Atelier d'étude organisé par Sahar Sadjadi, résidente 2018-2019 de l'IEA de Paris
This seminar brings together social scientists engaged in research about children whose social marginality subjects them to protective interventions by the state, humanitarian agencies and medical professionals. What regulatory practices, subjectivities and ways of life emerge at the crossroads of the responsibility to care for children, the desire to alleviate their suffering, and the will to govern their (and society’s) future? What is the interplay between vulnerability, harm and risk, and between the child-in-danger and the child-as-(future) danger? How does the figure of the child (at times far from actual children) mobilize public sentiments and shape political landscapes in different geographical and social contexts?
Participants in this transnational conversation will address the themes of temporality, risk, innocence, disability, humanitarianism, migration, and gender/sexual politics.
Sahar Sadjadi, medical anthropologist and an assistant professor of Sexuality, Women’s and Gender Studies at Amherst College ; 2018-2019 Paris IAS fellow
She studied medicine at Tehran University, worked as a physician in Kurdistan, Iran and received her PhD in medical anthropology from Columbia University. She was a Mellon Postdoctoral Fellow at the Committee for Interdisciplinary Science Studies, The Graduate Center, City University of New York. Her research has been funded by Wenner-Gren Foundation, National Science Foundation and Brocher Foundation. She is currently a fellow at Paris Institute for Advanced Study and is completing a book manuscript about the clinical practices that have emerged around gender non-conforming and transgender children in the United States.
Richard Rechtman, psychiatrist, anthropologist, Director of Studies at the Ecole des Hautes Etudes en Sciences Sociales in Paris and member of the Centre d'Etudes Politiques Raymond Aron (CESPRA)
From 1997 to 2010 he directed the Centre Hospitalier Spécialisé de la Verrière (MGEN) and took on the role of Manager of the Department for Adolescent Psychiatry, which he created in 1999. He has conducted field research on the political and psychological consequences of the Cambodian genocide, and the invention of new psychiatric categories such as posttraumatic stress disorder, psychological suffering and adolescent psychopathology. His current research is focused on the anthropology of mass murderers and the anthropology of subjectivity.
Miriam Ticktin, Associate Professor of Anthropology at the New School for Social Research
She was Chair of Anthropology from 2016-2018, Co-Director of the Zolberg Institute on Migration and Mobility between 2013-2016 and Director of Gender Studies from 2012-2013. Ticktin’s research has focused in the broadest sense on “the political”: what it is, how it is called into being, how inequalities are produced and challenged and how new political formations are imagined. She is the author of Casualties of Care: Immigration and the Politics of Humanitarianism in France (University of California Press, 2011) and In the Name of Humanity: the Government of Threat and Care (co-editor with Ilana Feldman, Duke University Press, 2010). Ticktin is currently at work on two related book projects: 1) a short book on innocence as a political concept, and how it produces an unending search for purity; 2) a book on the way border wall technologies travel, both transnationally and cross-species, and how these overlap with histories of quarantine.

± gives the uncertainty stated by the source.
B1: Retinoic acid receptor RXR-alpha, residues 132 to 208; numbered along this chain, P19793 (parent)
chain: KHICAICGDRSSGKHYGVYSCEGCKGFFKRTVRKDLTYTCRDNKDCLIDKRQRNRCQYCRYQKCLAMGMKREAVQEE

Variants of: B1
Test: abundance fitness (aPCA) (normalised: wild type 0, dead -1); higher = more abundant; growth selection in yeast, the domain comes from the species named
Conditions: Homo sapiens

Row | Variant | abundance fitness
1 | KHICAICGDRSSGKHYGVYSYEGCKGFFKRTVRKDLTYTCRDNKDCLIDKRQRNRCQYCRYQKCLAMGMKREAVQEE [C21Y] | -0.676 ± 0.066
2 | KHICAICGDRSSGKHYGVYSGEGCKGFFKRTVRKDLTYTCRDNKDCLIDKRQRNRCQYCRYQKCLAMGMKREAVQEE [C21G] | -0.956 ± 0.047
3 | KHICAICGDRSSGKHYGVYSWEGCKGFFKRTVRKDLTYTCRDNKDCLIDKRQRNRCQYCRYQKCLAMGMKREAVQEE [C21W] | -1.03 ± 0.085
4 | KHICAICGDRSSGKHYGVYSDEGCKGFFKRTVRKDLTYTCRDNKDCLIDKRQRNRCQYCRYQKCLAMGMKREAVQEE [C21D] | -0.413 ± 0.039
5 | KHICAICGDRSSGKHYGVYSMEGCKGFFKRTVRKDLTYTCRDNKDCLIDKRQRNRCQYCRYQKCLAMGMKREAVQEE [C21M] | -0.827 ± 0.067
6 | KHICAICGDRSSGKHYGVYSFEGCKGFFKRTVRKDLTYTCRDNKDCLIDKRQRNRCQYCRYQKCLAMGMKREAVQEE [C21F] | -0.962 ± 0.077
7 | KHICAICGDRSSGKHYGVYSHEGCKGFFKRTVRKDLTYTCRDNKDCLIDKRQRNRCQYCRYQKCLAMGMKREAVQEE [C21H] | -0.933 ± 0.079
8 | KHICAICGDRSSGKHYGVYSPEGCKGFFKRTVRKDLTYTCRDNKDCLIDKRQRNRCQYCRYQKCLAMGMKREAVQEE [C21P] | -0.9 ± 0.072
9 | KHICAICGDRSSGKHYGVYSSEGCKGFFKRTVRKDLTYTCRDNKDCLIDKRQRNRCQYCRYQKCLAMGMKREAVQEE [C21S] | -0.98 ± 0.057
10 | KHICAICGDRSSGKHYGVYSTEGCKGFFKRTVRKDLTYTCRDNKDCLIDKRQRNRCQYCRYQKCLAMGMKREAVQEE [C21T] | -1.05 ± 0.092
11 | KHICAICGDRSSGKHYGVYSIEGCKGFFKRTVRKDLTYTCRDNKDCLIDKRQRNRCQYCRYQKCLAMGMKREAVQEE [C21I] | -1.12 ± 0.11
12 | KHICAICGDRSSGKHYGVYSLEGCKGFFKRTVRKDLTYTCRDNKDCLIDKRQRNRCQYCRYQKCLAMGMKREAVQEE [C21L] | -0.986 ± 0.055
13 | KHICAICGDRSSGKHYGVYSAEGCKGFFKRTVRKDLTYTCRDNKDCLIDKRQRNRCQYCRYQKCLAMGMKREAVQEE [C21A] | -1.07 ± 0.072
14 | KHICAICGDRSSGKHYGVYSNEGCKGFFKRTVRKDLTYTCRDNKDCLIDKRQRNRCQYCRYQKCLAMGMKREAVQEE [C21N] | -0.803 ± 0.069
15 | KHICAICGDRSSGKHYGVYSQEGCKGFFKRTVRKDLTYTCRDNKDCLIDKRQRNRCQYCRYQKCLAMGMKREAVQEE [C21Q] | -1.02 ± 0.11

Nadia Fadil, Associate Professor at the Interculturalism, Migration and Minorities Research Center at KU Leuven
She works on religion/secularism, subjectivity, race and postcoloniality with a particular focus on Islam in Western-Europe. Her most recent publications include Secular Bodies, Affects and Emotions. European Configurations (2018, Bloomsbury, with Monique Scheer and Birgitte Schepelern Johansen) and Radicalization in Belgium and the Netherlands. Critical Perspectives on Violence and Security (2019, IB Tauris, with Martijn de Koning and Francesco Ragazzi).
Bruno Perreau, Cynthia L. Reed Professor, and Associate Professor of French Studies at MIT
He is a Faculty Associate at the Center for European Studies, Harvard, and at the University of Lausanne. Perreau is the author of ten books in French and English. He has recently published The Politics of Adoption (MIT Press, 2014), Queer Theory: The French Response (Stanford University Press, 2016), Les Défis de la République (coedited with Joan W. Scott, Presses de Sciences Po, 2017), and Qui a peur de la théorie queer? (Presses de Sciences Po, 2018).
Daniel Senovilla Hernández, Universite de Poitiers, CNRS
Graduate in Law and holding a PhD in Migration studies at the University of Comillas, Madrid, as well as an EA and a Master in International migrations, Daniel Senovilla Hernández applies a multidisciplinary approach combining legal analysis and social research at a comparative level. Since 2004 he is based in France hosted by the research centre MIGRINTER (CNRS). He has also worked for the International Juvenile Justice Observatory, Brussels; Spanish Red Cross, Madrid & Médecins sans Frontières, Paris. He is currently in charge of the Observatory on the Migration of Minors (OMM: www.omm.hypotheses.org) and the main editor of the electronic journal “Children and young people on the move – Jeunes et Mineurs en Mobilité”